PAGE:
When you’re trying to stretch a limited food budget—especially for a whole family—it’s easy to fall back on fast food and other cheap options. But even though these ready-made meals seem like the most affordable choice, they’re not. Eating out usually costs more per serving than food prepared at home if you’re a smart shopper. Plus, of course, fast food is so unhealthy.
There’s a common perception that healthy groceries aren’t affordable if you’re on a tight food budget. And sure, a lot of fresh whole foods are more costly than packaged, processed items. But there are also plenty of options for making smart choices—from both a dietary and a budgetary standpoint.
Like, for example, the ones below.
12 Affordable Healthy Whole Foods
- Bananas are packed with vitamins, minerals (especially potassium), fiber, and other nutrients, and they’re plentiful all year long. That makes them cheap—around $2.00 for a bunch of six, or only about 33 cents per serving.
- Beans, lentils, chickpeas, and other legumes, whether canned or dehydrated, are excellent sources of plant-based protein, healthy fats, and lots of other nutrients. Many can be bought between 10 to 20 cents per serving, and there are countless ways to use them.
- Broccoli is available for about $2.50 for a standard bunch containing around 8 servings. That works out to just over 30 cents per serving for one of the world’s healthiest foods. It’s a great source of numerous vitamins, minerals, antioxidants, and other healthy compounds.
- Brown rice, unlike white rice, is a whole grain, which means it’s full of fiber, vitamins, and more, and it’s far more satisfying. You can buy a bag that works out to about 15 cents per serving and use it in so many healthy meals and side dishes.
- Canned tuna and salmon are under a buck per can. They’re high in protein and omega-3 fatty acids. The latter is hard to come by in low-cost foods. Don’t just think sandwiches; add them to salads, make seafood cakes or burgers, etc.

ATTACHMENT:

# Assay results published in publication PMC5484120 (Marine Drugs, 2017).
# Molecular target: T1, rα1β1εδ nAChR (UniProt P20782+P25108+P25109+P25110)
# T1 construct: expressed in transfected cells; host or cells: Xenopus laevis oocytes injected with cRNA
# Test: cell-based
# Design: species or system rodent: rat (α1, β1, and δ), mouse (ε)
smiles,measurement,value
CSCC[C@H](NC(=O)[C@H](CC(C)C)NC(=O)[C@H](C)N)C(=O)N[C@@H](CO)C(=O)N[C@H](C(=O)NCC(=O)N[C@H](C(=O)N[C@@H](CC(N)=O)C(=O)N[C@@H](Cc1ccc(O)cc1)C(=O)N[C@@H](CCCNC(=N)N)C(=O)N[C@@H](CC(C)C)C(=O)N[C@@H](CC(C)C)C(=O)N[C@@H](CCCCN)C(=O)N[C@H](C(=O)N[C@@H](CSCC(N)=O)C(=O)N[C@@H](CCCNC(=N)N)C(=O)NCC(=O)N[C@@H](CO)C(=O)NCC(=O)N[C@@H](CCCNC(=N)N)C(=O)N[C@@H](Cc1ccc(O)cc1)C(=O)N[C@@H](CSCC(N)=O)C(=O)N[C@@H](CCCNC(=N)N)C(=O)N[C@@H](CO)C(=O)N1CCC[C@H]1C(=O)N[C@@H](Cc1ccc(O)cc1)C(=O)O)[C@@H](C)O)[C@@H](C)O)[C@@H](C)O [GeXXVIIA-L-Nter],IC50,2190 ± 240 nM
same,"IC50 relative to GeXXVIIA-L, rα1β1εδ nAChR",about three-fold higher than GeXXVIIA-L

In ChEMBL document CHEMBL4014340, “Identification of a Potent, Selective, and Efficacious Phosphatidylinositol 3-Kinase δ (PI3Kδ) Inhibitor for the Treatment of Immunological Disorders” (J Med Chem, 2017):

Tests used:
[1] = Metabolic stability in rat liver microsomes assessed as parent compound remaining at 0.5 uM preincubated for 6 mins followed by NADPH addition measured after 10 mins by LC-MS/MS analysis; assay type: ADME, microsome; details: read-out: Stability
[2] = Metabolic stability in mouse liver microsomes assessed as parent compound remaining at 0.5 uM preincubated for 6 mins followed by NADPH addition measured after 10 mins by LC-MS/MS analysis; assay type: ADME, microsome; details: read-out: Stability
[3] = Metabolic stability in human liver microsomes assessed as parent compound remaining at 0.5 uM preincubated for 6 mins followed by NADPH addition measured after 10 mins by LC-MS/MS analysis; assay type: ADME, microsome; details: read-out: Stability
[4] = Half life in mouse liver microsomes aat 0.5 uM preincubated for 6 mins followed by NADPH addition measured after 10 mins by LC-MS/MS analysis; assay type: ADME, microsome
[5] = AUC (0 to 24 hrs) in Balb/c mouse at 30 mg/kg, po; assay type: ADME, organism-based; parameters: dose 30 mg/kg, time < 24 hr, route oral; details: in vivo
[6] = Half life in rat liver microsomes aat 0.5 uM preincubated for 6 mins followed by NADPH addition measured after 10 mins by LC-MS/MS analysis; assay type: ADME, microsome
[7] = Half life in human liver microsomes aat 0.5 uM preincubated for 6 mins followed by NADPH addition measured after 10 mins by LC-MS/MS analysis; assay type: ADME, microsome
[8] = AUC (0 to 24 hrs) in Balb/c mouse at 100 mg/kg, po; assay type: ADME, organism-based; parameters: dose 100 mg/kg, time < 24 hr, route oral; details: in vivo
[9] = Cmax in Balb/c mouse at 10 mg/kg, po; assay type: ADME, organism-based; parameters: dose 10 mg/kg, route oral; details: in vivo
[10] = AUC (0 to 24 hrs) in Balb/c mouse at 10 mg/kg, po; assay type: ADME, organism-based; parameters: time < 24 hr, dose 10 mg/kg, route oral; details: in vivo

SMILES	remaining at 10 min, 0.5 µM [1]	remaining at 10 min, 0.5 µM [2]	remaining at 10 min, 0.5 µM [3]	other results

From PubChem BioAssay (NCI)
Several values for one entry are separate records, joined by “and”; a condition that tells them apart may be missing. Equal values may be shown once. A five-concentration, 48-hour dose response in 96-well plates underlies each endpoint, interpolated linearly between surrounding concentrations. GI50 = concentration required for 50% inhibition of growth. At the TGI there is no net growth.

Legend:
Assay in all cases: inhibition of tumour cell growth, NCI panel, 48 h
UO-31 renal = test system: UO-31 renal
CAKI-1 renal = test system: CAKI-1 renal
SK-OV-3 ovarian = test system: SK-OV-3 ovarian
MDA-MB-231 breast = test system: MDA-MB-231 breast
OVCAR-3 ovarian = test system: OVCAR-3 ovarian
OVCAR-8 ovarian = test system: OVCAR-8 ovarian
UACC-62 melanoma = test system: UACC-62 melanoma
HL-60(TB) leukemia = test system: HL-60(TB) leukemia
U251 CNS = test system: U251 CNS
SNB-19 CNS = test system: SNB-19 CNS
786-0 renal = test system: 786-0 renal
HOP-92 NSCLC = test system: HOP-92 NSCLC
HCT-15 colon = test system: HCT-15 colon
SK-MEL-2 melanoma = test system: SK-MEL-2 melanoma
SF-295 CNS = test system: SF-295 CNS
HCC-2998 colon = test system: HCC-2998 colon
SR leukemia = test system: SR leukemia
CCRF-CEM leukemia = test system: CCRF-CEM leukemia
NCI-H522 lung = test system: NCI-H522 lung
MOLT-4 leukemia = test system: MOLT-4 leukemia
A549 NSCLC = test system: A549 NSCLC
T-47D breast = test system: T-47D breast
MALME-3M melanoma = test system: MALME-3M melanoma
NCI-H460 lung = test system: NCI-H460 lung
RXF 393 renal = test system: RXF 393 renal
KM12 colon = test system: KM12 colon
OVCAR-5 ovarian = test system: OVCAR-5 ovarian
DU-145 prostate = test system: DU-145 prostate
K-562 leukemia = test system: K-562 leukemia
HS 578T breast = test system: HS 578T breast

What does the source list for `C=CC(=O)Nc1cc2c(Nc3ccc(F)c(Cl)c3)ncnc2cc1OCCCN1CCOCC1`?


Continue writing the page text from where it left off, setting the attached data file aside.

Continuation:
- Eggs are one of the most nutritious foods, containing some of pretty much every nutrient you need except vitamin C. There’s no shortage of ways to use them, and at around $2 for a dozen, they’re a fantastic bargain.
- Frozen berries are a budget-friendly alternative to fresh berries, which tend to be pricey. But blueberries, strawberries, raspberries, and others are rich in so many nutrients, they’re too good to pass up. And that includes in their frozen form.
- Oats are a whole grain that offers nutritional value in a filling package. Oatmeal is an energizing breakfast, and two other entries here—bananas and frozen berries—are tasty additions. A large container gets you about 30 servings at around 15 cents each.
- Peanut butter jars go for about $3 to $6 depending on size, but they last a long time. Peanut butter is good for protein, healthy fats, various minerals, and more. It makes for a satisfying sandwich or a delicious, nutritious dip for carrots and celery—two affordable veggie snacks.
- Potatoes work out to approximately 30 cents each for Russets and other common varieties. They’re loaded with potassium, fiber, and other nutrients, and they’re a filling and popular side dish, or even a great soup or stew additive.
- Whole chickens are way more affordable than buying boneless breasts or other pre-packaged poultry parts. One chicken can feed an entire family, providing a versatile, low-fat, high-protein entree at a little over $1 per pound.
- Whole grain or multigrain pasta can be found for around $2 per box, which is enough to feed everyone in the family. While this is slightly higher than standard pasta, it’s a much healthier version that’s far more satisfying than refined grain pasta.